Reza Abdoh: From the Son of the Founder of Persepolis Club to the Recognized Playwright in the American Theater

March 22, 2019 by  

​by PanteA Bahrami – The Berlin Institute of Contemporary Art is holding an exhibition of photos, manuscripts, screenings and videos of the 32-year-old Iranian-American director, Reza Abdoh who died of aids in 1995.

The exhibition will be held from February 9th to May 5th in Berlin in collaboration with the New York Museum of Contemporary Art. At the end of his life, he insisted that he did not want any of his works to ever be shown on stage. This request has been chronicled in the archived video recordings.
The legacy of Abdoh as a theater director, although short lived, places emphasis not only on the unique forms he uses in various layers, including light, dance, video, speech, music, photos, and unexpected movements, but also the relationship of poetry and language. His works also refer to current issues such as environmental, Reaganism, gender orientation, racial inequality, class and finally violence. His works display a mirrored expression of how social inequality is significant in the social order which he refers to as society.

Abdoh’s Works
Reza was not only a theater playwright but also a film-maker. He in collaboration with a colleague filmmaker Adam Sachs, and Brandon Doyle, his partner in life made the long film “The Blind Owl.” But, Abdoh is best known for his theatrical works in Los Angeles and New York as part of the Darwin Alves Group. These works included “Father Was a Scarce Character”, “Hip Hop-Waltz”, “Lulu”, “The Act of Survival”, “Tang”, “Right”, “ White”, “Quotes From a Ruined City” and “Minamata.”
In 1996, one year after being silent, he won the Bessie Award for a lifetime of creative activity in theater and dance.

Who is Reza Abdoh?
Abdoh’s mother, Homa Migraine , is an Iranian born in Italy. Homa’s father was an Iranian diplomat assigned to Geneva. Homa was 16 when her first child, Reza, was born in Iran. Reza’s father, Ali Abdoh was a wealthy man who was a friend of Mohammad Reza Shah Pahlavi and his sister, Princess Fatima, and her husband, Airforce Commander Mohammad Khatam. Ali Abdoh was a boxer and owner of the Abdoh Bowling Club and founder of the Persepolis Club. Homa and Ali met in Iran at the Club. Ali was 24 years older than Homa.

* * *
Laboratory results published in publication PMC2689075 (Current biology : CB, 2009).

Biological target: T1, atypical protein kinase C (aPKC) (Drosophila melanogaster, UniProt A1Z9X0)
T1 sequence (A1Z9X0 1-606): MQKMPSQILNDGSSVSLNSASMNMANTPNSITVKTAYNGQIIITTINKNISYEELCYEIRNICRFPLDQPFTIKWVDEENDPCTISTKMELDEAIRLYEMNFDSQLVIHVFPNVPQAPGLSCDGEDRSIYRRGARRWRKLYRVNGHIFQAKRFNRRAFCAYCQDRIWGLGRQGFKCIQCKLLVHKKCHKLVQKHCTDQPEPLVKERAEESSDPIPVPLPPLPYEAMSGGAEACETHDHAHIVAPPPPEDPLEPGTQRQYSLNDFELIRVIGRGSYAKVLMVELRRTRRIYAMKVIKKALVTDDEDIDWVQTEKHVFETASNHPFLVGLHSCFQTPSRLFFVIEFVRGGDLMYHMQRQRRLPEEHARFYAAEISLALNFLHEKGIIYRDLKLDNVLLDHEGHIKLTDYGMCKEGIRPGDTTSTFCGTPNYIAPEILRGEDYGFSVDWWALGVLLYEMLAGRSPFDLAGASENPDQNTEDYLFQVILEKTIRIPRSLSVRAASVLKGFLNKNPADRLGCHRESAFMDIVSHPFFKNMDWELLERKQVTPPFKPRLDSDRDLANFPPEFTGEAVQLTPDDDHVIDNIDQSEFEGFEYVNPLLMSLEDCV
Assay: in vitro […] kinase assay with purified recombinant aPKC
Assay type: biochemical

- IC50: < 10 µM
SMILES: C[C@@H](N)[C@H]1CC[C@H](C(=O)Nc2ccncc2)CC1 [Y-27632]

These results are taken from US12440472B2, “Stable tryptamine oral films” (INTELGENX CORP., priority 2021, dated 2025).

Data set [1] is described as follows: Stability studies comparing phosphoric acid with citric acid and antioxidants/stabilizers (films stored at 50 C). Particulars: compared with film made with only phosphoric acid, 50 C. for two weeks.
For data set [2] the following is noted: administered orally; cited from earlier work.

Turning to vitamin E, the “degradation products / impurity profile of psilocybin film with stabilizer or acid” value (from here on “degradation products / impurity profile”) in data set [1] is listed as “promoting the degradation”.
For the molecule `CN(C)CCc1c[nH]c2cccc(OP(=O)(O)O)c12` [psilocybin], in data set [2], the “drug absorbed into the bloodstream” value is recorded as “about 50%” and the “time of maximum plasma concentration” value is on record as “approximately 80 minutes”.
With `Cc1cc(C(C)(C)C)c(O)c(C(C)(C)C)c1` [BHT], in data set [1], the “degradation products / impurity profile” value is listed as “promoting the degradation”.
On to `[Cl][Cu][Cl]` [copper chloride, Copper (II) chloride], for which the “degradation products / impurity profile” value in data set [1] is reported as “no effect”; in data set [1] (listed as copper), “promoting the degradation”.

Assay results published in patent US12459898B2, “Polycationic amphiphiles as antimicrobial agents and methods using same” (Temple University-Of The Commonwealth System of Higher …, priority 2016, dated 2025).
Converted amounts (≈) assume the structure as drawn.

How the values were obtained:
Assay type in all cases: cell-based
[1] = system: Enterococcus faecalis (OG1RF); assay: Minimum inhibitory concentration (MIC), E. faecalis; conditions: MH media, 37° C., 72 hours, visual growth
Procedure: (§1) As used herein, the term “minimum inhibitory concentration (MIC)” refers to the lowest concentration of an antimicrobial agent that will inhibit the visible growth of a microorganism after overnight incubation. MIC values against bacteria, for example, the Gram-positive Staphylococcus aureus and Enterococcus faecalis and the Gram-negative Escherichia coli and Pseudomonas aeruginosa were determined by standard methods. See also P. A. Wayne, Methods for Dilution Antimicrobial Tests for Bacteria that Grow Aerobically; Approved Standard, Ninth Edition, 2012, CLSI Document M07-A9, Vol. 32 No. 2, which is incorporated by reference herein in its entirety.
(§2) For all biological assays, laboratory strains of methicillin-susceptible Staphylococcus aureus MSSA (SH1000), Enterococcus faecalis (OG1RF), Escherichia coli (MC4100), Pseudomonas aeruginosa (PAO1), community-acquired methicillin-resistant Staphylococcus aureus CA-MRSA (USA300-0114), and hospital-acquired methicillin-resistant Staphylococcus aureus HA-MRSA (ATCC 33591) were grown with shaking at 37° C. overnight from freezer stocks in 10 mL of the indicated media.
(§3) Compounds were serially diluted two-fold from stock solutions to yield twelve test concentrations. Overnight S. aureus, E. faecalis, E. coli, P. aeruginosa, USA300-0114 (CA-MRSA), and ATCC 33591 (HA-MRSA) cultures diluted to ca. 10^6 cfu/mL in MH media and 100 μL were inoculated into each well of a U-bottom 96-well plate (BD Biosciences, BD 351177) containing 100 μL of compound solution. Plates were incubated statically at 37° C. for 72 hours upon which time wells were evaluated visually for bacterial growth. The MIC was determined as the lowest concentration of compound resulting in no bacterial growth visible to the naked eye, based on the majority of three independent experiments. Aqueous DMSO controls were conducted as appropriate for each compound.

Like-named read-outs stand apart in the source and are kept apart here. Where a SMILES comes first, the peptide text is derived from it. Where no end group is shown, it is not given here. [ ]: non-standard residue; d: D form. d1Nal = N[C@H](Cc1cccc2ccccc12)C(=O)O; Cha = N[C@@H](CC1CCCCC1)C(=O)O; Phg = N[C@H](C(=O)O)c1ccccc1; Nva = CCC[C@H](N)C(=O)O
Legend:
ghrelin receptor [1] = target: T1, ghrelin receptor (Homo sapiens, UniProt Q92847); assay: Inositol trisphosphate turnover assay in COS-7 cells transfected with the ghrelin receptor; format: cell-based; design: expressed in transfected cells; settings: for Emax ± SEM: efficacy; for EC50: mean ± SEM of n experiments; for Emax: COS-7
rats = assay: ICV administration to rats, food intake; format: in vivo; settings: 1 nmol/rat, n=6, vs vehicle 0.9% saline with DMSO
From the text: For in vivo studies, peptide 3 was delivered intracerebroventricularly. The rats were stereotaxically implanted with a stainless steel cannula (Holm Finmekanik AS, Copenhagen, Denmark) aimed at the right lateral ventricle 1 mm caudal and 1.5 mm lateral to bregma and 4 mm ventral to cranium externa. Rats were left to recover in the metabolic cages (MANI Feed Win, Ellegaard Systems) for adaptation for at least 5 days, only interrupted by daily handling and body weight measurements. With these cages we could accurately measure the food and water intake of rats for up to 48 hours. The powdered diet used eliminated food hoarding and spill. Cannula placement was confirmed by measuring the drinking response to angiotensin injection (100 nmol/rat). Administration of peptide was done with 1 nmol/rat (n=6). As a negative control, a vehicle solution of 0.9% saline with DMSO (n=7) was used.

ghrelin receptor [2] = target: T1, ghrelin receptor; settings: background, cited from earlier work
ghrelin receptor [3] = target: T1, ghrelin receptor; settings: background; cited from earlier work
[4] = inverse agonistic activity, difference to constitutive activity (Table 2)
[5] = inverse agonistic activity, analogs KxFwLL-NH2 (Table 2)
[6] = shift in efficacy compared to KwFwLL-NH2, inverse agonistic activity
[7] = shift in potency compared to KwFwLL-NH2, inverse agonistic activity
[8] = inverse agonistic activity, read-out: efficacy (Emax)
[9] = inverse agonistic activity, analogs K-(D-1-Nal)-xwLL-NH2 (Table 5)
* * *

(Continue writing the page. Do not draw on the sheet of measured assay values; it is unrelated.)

Ali Abdoh traveled to the United States in 1949 at the age of 16. He joined the the US Army and fought in the Korean War. He was a dual national. His first marriage was at age twenty. During this marriage he had a daughter, Regina. Ali, being a boxer himself, dreamt of his son Reza also joining in the ranks of a professional sport. According to Homa, Reza wanted to learn the violin, but his father was opposed to such activities.

One of the things that made the relationship between father and son very volatile was their position on different values. The family spent their summers in England. Reza was introduced to the works of Bergman and Kurosawa at the age of 9 and at 13 he left home for England. There he developed a love for theater and made it his life’s ambition.

According to Salar, Reza Abdoh’s brother, Reza published his first book of poetry at the age of 14. Copies of this book are not available. After the 1979 Revolution, all their property, including the books, were confiscated. Homa stated, “They took all of our belongings including all of our books that were stored in our library, they took all our family photos, I do not have any childhood photos of my children, I don’t even have a copy of Reza’s book of poetry, everything was taken from us.”

The First Theater Experience